How to Ride a Train to Ulaanbaatar and Other Essays is a coming-of-age story of a woman who leaves home to work in Shanghai following the death of her mother. In a collection of ten travel essays, she writes about living in another culture to learn another language and the experiences that shaped her view on what it means to be her own person, a daughter, a friend, a lover and a citizen of the world.
n 1990, Mongolia’s youth-led revolution threw off the Soviet yoke, ushering in multi¬party democracy. Thirty years later, the country’s youth are still leading Mongolia’s democratic development.
This powerful, inclusive book introduces readers to modern Mongolia through the stories of young leaders fighting to make their country a better, more democratic place. Its intersectional perspective explores the complexity of Mongolia today: the urban planning and pollution issues that plague the capital city of Ulaanbaatar; the struggles of women, the LGBTQIA+ population, people with disabilities, and ethnic minorities to claim their equitable places in society; the challenge of providing education in the world’s least densely populated country to prepare the workforce of tomorrow; and how to fairly divide the spoils of the country’s vast mineral resource wealth.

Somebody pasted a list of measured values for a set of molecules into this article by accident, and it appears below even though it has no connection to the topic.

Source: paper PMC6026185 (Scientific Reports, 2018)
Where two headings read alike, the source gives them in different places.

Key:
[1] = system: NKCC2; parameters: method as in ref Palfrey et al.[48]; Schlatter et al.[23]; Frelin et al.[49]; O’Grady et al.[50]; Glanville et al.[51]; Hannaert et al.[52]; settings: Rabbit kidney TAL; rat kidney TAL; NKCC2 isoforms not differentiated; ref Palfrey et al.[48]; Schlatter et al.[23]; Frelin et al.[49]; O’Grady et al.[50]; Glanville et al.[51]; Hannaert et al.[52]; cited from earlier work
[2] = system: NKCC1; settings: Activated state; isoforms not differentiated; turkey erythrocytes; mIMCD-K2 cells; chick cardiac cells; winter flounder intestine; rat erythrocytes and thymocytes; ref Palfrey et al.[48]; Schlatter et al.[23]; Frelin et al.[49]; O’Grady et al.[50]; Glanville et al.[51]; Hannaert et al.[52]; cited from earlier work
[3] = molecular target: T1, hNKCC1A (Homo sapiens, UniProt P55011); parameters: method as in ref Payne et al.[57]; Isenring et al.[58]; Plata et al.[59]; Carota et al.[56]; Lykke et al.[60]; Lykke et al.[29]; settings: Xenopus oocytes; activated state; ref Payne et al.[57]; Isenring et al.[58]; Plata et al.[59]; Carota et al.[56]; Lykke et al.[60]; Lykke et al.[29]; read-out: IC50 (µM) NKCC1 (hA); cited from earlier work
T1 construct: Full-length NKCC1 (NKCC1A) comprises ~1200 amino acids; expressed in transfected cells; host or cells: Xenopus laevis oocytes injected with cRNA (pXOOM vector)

This rising generation of Mongolians is already wielding real power and shaping their country’s future. Their work will determine whether the country is able to overcome its development and democratization challenges, its relationship to the world, and who the winners (and losers) will be in Mongolian society.